- Will anyone do the needful?
‘This nation asks for action, and action now’– Franklin D. Roosevelt’s inaugural address
There is crisis after crisis facing the people, may that be for instance, the sudden price hike of sugar, wheat, and more recently oil, at the back of either reportedly artificial disruptions in supply chains by cartels within each sector, or lack of policy response, or on the other hand inability of the government to improve the workings of state-owned enterprises (SOEs) or effectively deal with inefficiencies in power sector utilities.
Resultantly, the government continues to play the ‘nanny state’ by bailing out the inefficiencies of these sectors, through the use of precious public money, which should otherwise have been used for the welfare of the multitude of poor– with significant increase in their numbers, ushered in by the current pandemic. Instead, lack of policy, possibly at the back of collusion of politico-economic elites, leads to welfare of these rich!
The PTI came into power on the promise of bringing ‘change’– bringing a structural change, and even a break in certain ways, from the past. Change requires policy response; rhetoric alone does little. And there remains a serious lack of policy response. A better performance in this regard, would have even allowed better preparedness to deal with the current pandemic even.
One of the main differences between democracy and dictatorship, is the existence of working communication lines between the elected and the electorate. That ensures a two-way learning system, and a natural vent for grievances of the aggrieved parties. This is still very weak. Words go unheard, because otherwise there have been so many hue and cries, through both written and spoken words in media, and other interactions of economic and political agents, that a better listening government would respond. Volcanoes erupt, channels ensure flow.
Can the PM come up with a ‘New Deal’ reform for Pakistan, one that is also green? For this, among other thing, he will need to understanding the correct limits of the public sector– and not minimal, as the neoliberal mindset, to the great disadvantage of country after country, tried to do over many decades now. Moreover, he will have to remove the class system, in the shape of civil and government service, and push to approach one reformed public service. Once again, all will require policy, and before that, will. Yet before anything can make a roll-on, the PM will have to be more inclusive of others’ ideas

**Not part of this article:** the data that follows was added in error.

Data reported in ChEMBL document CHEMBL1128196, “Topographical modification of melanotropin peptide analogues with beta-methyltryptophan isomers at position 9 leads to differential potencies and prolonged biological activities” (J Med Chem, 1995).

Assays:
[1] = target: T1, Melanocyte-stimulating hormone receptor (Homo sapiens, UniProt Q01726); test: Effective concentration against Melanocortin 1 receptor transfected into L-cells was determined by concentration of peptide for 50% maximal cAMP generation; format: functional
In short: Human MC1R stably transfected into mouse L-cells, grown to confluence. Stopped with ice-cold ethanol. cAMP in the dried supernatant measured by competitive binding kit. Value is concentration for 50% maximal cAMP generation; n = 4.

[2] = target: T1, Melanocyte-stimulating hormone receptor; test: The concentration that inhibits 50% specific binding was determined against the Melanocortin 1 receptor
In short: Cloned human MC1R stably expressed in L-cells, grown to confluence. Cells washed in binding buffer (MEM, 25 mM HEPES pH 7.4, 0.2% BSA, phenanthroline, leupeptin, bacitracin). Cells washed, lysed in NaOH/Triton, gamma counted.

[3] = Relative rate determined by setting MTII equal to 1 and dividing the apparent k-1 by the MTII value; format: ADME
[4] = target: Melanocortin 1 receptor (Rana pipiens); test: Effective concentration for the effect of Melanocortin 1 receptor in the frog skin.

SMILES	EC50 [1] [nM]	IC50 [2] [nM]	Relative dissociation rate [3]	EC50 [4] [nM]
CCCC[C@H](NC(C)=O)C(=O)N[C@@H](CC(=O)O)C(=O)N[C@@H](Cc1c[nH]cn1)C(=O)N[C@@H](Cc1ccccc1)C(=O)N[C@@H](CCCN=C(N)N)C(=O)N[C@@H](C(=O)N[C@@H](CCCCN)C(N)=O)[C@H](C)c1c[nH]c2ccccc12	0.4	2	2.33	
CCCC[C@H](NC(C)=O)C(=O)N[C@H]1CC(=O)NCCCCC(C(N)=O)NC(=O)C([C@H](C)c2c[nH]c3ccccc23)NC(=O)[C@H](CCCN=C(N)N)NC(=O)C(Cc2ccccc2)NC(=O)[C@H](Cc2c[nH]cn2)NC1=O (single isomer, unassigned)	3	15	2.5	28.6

So what does an economic agent wants: better institutions, improved organizations, and efficient markets. Fall short on these in any significant way, and the result is frequent fire-fighting of issues of a similar nature; similar, because, the roots of all these crises are mostly in the same three origins– institutions, organizations, and markets. Fix the roots, and the fruits will be a lot better. It cannot be the other way round.
Institutions are the ‘rules of the game’. Institutions are embodied in the practical sense by ministries at the federal level, and departments at the provincial level. They make the policy– the environment– under which both organizations– the ‘players of the game’– and the markets operate to their optimal levels. Both the organizations and markets allow interaction of economic agents to reach ‘economic exchange’ of goods and services. Institutions therefore aim to ensure the least disruptive and costly exchange.
Now take some of the recent issues that made headlines. The wheat, sugar, and oil crises, apparently caused by inefficient institutional environment, did not upgrade organizations to ensure seamless economic exchange. Lack of policy, and non-neoliberal in that, kept institutions weak. That is the rot at the roots, which the government has not been able to fix through policy. Such policy vacuum, according to many, is even by ‘design’, of the likes that the PM likes to identify as ‘elite capture’.
Only needed policy could have weakened these politico-economic collusions of the elites, and thwarted their extractive institutional governance and incentive structures, that they have put in place over many decades. Yet the PM has remained unable to get around to creating a team of cabinet ministers and advisors that can deliver in this. So what will change this? is what the PM should ask himself. Like he is– an open and straightforward person, as much amplified by his very first speech after becoming PM– he should share with the public an honest declaration of how he will improve his team, and how, broadly speaking, the institutions, organizations, and markets be improved. He should enumerate main policy steps in terms of governance and incentive structures that will bring improvement in all three.
The current pandemic has all the more exacerbated the overall acute and chronic economic issues that were already facing the country. There is no more time to delay the policy response needed. Will the PM answer this loud and clear call, amplified all the more by the crisis, and rise to the challenge? In recent history, Franklin D. Roosevelt rose to the occasion, and changed the destiny of an entire nation suffering deeply by the Great Depression of the 1930s.
Can the PM come up with a ‘New Deal’ reform for Pakistan, one that is also green? For this, among other thing, he will need to understanding the correct limits of the public sector– and not minimal, as the neoliberal mindset, to the great disadvantage of country after country, tried to do over many decades now. Moreover, he will have to remove the class system, in the shape of civil and government service, and push to approach one reformed public service. Once again, all will require policy, and before that, will. Yet before anything can make a roll-on, the PM will have to be more inclusive of others’ ideas, like being made in this column.